Arranging open space
A longtime local will help the Town of Eagle manage its current open space, and assist the town in planning new acquisitions.
Bill Heicher, who recently retired from a career as Eagle District manager for the Colorado Division of Wildlife, has accepted a part-time position as the town’s open space coordinator. The position is being paid for through the town’s open space fund, which is generated by a $2 per night tax on local hotel rooms. Eagle Town Manager Willy Powell said the tax generates about $160,000 per year. The initial budget for the supervisor’s position, as well as management, rehabilitation and other costs, is estimated at $20,000 per year.
While the hours are part-time, the job is a big one.
The town currently owns several hundred acres of open space, predominantly at Eagle Ranch. Most familiar are the 140-plus acres of riverbank along Brush Creek running through much of Eagle Ranch. There’s another several hundred acres of open space in the southern and western parts of the property.
In addition, the town owns several acres at the Bluffs property in east Eagle, parcels along the Eagle River near the Eagle Villas apartments, as well as several other parks and smaller parcels scattered throughout town.
All that property requires maintenance and supervision. Part of Heicher’s job will be to supervise management issues such as keeping down noxious weeds. But a more critical part of the job will be helping residents use the property appropriately.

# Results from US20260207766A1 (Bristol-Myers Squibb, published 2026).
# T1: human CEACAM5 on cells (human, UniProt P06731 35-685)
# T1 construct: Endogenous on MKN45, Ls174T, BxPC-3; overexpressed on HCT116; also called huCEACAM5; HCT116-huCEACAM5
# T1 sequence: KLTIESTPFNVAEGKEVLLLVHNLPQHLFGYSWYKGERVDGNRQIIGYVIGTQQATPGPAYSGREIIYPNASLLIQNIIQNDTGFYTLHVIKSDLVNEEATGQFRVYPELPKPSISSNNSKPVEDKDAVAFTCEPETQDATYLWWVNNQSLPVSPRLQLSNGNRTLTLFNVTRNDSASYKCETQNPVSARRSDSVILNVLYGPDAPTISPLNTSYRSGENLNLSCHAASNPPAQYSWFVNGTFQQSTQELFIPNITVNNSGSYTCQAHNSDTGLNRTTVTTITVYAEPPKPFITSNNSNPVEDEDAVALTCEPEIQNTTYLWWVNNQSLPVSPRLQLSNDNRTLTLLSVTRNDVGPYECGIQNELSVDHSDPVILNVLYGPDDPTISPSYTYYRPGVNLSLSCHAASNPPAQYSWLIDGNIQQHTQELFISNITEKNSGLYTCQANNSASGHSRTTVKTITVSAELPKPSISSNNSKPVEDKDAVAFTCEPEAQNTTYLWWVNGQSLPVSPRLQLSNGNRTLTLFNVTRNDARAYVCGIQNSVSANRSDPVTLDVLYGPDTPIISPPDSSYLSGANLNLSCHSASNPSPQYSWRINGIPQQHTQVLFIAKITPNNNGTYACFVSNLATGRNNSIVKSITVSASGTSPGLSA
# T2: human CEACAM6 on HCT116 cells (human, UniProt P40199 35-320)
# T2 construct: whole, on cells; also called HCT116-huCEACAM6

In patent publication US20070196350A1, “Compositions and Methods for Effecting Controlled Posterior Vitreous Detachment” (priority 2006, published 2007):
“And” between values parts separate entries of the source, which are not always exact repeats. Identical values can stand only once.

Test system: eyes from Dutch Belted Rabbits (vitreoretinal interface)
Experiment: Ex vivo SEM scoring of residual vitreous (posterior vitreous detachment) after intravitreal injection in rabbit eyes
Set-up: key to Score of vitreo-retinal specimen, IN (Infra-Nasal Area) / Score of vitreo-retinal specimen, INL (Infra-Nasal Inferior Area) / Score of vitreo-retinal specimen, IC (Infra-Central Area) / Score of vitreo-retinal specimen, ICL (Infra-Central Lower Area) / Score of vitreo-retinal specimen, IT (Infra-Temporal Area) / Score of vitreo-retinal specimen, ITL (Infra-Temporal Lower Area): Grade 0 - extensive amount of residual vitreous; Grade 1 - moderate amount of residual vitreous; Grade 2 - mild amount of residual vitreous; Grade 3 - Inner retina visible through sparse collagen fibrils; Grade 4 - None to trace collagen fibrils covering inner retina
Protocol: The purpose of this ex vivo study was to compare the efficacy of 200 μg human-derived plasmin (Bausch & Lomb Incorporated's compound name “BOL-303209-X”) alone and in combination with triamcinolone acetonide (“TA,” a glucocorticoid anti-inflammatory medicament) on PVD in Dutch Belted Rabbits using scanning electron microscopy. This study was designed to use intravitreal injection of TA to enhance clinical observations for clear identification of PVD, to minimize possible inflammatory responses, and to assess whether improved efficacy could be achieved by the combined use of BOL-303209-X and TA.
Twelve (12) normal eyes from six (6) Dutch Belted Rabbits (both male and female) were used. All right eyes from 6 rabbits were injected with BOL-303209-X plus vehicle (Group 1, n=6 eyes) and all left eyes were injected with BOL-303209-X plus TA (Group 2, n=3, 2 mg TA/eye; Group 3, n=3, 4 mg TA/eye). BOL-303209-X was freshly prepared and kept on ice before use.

While the big parcels of land have only been in the town’s possession a few years, Heicher said some areas are already being harmed by misuse. Some of that damage is coming from motorcycles and all terrain vehicles, Heicher said, but harm is also being caused by mountain bikes.
In the high desert environment of much of the public land around Eagle, seemingly small scars can last for years, and even decades, said Heicher.
“Part of the job is getting the word out, signing areas, and doing some enforcement,” Heicher said.
Powell said education will be the first priority. To that end, signs are being produced, and a process has started to produce access and trail maps. But, Powell added, there will be enforcement when needed.
“We need people to use our open space in appropriate ways.” added Powell.
Enforcement could come at a steep price. Heicher said intentional violators could conceivably have their equipment seized. That isn’t the first option, though.
“We want to work with different groups, the off highway vehicle groups, the mountain bike groups,” said Heicher.
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